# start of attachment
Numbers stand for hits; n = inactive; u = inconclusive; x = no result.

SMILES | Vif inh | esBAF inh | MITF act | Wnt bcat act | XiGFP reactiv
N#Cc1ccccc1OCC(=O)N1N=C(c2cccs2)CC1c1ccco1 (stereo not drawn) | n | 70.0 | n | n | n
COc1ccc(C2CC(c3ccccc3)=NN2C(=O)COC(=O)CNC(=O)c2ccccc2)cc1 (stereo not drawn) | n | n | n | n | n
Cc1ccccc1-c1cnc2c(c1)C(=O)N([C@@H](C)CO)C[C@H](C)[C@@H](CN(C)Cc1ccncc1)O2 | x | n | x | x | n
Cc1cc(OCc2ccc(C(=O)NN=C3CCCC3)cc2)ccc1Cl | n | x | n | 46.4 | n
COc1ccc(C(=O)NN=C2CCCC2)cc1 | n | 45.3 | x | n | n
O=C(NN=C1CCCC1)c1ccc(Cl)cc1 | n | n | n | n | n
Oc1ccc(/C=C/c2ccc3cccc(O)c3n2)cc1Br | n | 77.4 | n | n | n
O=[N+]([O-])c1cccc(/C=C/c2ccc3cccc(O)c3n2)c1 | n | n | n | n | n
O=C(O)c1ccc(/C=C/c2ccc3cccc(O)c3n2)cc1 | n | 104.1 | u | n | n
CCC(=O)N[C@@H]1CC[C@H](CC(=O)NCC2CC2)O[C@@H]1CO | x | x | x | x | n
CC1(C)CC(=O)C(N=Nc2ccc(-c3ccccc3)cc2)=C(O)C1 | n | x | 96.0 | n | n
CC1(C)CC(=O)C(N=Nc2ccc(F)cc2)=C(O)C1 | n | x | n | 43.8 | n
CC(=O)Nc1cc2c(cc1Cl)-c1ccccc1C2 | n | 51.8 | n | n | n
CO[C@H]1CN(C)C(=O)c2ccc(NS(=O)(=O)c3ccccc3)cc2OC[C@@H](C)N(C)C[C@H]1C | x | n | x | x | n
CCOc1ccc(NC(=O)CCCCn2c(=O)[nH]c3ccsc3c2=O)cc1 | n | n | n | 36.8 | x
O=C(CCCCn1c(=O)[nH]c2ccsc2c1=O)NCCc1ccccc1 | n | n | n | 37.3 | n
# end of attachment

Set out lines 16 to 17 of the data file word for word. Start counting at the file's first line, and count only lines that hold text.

CO[C@H]1CN(C)C(=O)c2ccc(NS(=O)(=O)c3ccccc3)cc2OC[C@@H](C)N(C)C[C@H]1C | x | n | x | x | n
CCOc1ccc(NC(=O)CCCCn2c(=O)[nH]c3ccsc3c2=O)cc1 | n | n | n | 36.8 | x